How to Negotiate an Injury Claim with State Farm Insurance

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Negotiating a claim with State Farm Insurance can be a frustrating experience. State Farm, which is the parent company for a number of insurance and financial companies, was recently ranked 44th out of U.S. companies by revenue. In recent years, there have been accusations that State Farm and its insurance companies have unfairly denied claims filed by individuals seeking compensation for their injuries.

If you or a loved one has been injured and need help dealing with State Farm Insurance, call Zinda Law Group at (800) 863-5312 for a free consultation with one of our experienced Dallas personal injury attorneys.

How to Negotiate an Injury Claim with State Farm Insurance

How to File a Claim

If you are injured in a car accident or another type of personal injury incident, you may have to file a claim with State Farm if it insures the at-fault individual or entity, or if you have personal coverage through a policy with State Farm. Your claim will be assigned to a claims adjuster, who works on behalf of State Farm Insurance, and his or her job is to settle your claim with as little expenditures as possible.

Many people attempt to negotiate settlements of their claims with State Farm Insurance on their own. However, recent news reports suggest that State Farm may be particularly difficult when it comes to negotiating a fair settlement for your injuries. Nevertheless, you may increase your odds at successfully negotiating with State Farm Insurance by:

1. Communicating your settlement offer to your adjuster. Once you have a fair grasp on the cost and magnitude of your personal injury losses, you should use this information to arrive at a settlement figure that properly compensates you. You should consider all of your losses, such as medical bills, ongoing treatment costs, pain and suffering, and lost wages. Send your settlement offer to your claims adjuster and indicate what amounts you are claiming for each of your losses.

2. Expect some back and forth to occur. Except in unusual circumstances, your claim adjuster will likely reject your settlement offer at first. He or she will try to get you to agree to a settlement that is much less than the settlement offer you made. This is a common tactic used to gauge how much fight you have in you and whether your claim can be settled quickly. You should ask your adjuster to justify the amount he or she is offering.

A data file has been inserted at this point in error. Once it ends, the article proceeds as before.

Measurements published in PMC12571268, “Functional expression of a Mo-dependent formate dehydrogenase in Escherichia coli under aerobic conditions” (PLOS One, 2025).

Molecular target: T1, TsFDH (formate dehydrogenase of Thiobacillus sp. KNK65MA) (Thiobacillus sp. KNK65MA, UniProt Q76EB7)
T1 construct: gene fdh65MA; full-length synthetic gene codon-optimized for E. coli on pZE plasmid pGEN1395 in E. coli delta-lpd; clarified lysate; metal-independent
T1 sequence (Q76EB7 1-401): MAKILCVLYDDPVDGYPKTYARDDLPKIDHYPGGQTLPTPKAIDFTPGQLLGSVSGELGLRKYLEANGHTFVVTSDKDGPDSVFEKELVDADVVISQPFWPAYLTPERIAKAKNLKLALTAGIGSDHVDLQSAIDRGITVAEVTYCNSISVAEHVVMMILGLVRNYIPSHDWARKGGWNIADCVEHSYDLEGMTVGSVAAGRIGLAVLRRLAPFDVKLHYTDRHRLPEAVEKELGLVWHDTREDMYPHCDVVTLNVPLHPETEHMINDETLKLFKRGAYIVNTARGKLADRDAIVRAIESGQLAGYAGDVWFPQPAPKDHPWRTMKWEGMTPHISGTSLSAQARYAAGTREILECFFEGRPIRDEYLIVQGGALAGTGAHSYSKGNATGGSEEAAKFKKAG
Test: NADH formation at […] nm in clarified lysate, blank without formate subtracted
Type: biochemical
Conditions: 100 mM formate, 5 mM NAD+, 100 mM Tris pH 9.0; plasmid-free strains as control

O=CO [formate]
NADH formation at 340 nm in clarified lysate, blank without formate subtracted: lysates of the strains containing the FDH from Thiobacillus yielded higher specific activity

3. Know what matters to your adjuster. As terrible as your injury may be, your adjuster likely cares very little about your personal situation. He or she is concerned most about the financial exposure of State Farm. How much they are going to have to pay to get rid of your claim is of chief importance. To that end, communicate to the adjuster all the facts that make it likelier that State Farm will have to expend considerably more money. This can include facts that would be very favorable to you at trial, such as your family situation, how much pain you suffered, and how your injuries impacted your life. Your demeanor should also demonstrate that you are not going to settle your claim for much less than it is worth.

Get Help from Skilled Dallas Personal Injury Lawyers

If you do not feel comfortable negotiating a personal injury claim, you should enlist the help of an experienced Dallas personal injury attorney. Negotiating with a claims adjuster takes patience and tenacity. You must be reasonable but not too accommodating. For those recovering after a serious personal injury incident, this can be a nerve-racking process.

At Zinda Law Group, we have helped injured clients negotiate favorable settlements with State Farm Insurance and other insurance companies. We strive to resolve your injury claim by getting you as much compensation as possible. Where a settlement is not in your best interest, we can advise you of other methods of compensation we can pursue with you.

Call us today at (800) 863-5312 for a free consultation with one of our Dallas personal injury lawyers. Meetings with attorneys by appointment only.